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Predatory Publishing

Guide to the basics of predatory publishers and how to avoid them.

Consequences of Predatory Publishing

What happens if I submit work to a predatory journal?  Any number of these can result from a submission:

  • Because predatory publishers are low quality journals, they can spread inaccurate or false information about a topic.  This is especially common among STEM field, especially the sciences.  Other researchers may cite these works, further spreading false information (Elmore and Weston, 2020).
  • The journals provide researchers a misleading idea of what it is like to publish work.  In many cases, publishing to a predatory journal is a simpler process than publishing to a professional journal.  Researchers may pass this idea on to students and coworkers, further spreading misinformation about publishing (Elmore and Weston, 2020).
  • It can make it harder for individuals to legally find and use your work (Elmore and Weston, 2020).
  • If a predatory publisher has you sign a copyright agreement in the publishing contract, you could lose ownership of your work.  This makes it impossible to submit your paper to another journal (Elmore and Weston, 2020).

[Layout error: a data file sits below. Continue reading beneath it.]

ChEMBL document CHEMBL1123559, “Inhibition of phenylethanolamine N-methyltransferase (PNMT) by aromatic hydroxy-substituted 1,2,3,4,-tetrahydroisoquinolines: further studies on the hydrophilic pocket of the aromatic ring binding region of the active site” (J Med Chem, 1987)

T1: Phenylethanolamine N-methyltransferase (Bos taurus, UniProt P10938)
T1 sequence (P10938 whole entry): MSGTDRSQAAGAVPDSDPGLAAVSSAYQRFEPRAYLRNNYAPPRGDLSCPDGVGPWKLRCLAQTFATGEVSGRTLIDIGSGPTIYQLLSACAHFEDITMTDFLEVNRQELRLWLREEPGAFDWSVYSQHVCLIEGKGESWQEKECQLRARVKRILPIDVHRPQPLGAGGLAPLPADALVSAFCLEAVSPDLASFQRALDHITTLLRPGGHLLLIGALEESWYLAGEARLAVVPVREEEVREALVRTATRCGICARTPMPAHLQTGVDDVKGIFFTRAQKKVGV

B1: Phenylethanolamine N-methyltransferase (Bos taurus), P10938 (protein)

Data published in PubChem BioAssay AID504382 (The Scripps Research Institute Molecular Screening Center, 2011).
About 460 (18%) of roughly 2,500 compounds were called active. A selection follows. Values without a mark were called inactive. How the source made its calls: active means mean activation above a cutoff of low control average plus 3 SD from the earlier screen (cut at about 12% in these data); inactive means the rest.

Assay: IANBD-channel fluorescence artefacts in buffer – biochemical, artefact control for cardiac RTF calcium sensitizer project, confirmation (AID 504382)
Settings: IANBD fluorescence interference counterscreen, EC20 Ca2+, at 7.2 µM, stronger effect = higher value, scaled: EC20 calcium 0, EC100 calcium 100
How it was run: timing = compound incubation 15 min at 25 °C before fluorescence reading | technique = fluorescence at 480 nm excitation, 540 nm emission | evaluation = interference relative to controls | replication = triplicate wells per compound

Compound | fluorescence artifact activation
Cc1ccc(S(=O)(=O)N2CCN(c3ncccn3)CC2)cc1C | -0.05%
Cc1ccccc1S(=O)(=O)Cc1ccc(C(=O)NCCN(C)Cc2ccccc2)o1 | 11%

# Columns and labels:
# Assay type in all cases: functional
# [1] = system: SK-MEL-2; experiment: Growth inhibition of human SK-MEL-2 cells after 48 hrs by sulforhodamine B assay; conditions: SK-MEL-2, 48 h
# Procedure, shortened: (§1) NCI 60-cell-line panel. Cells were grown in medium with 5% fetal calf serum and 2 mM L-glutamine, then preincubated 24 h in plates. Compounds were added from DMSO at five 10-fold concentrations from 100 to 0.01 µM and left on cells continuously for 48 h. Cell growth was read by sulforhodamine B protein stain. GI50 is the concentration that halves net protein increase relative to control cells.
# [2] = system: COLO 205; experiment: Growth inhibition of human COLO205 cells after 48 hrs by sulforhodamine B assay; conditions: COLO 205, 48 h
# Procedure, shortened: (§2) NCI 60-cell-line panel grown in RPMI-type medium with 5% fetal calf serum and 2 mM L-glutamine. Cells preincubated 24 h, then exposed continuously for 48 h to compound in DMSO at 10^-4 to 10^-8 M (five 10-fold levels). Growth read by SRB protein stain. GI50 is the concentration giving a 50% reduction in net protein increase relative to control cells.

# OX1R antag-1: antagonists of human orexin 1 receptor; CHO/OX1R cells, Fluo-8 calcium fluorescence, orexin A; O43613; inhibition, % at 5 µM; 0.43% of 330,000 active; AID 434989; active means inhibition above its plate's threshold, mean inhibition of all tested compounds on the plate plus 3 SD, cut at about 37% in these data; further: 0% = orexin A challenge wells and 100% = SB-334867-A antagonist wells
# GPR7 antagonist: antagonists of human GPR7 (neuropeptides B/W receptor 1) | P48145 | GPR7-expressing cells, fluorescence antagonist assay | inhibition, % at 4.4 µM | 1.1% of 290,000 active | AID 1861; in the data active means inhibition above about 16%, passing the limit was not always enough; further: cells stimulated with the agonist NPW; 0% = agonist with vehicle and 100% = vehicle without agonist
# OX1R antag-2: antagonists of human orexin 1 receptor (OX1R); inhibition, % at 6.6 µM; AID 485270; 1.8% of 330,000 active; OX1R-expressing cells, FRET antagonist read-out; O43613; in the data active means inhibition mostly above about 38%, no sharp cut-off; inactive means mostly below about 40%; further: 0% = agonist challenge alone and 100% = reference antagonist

• You lose financial resources due to publishing fees.  You may also lose the resources from the study if you are unable to withdraw the work from the journal (Elmore and Weston, 2020).

Falling Prey to Predatory Publishing

What should you do if you think you have gotten involved with a predatory publisher?  Zakout (2020) recommends several things you can do to reduce the consequences.

  • Send a withdrawal letter to the publisher.  If they do not respond to you, send a second email stating that legal action will be taken if your work is not removed within a specific period of time.
  • Email the editor-in-chief of the legitimate journal to which you want to submit your work and explain the situation with the predatory publisher.
  • Separate your research papers on your resume between those that have been published to legitimate journals, and those that have been published to predatory journals.  If you do not feel comfortable including them, you can only include works published in legitimate journals.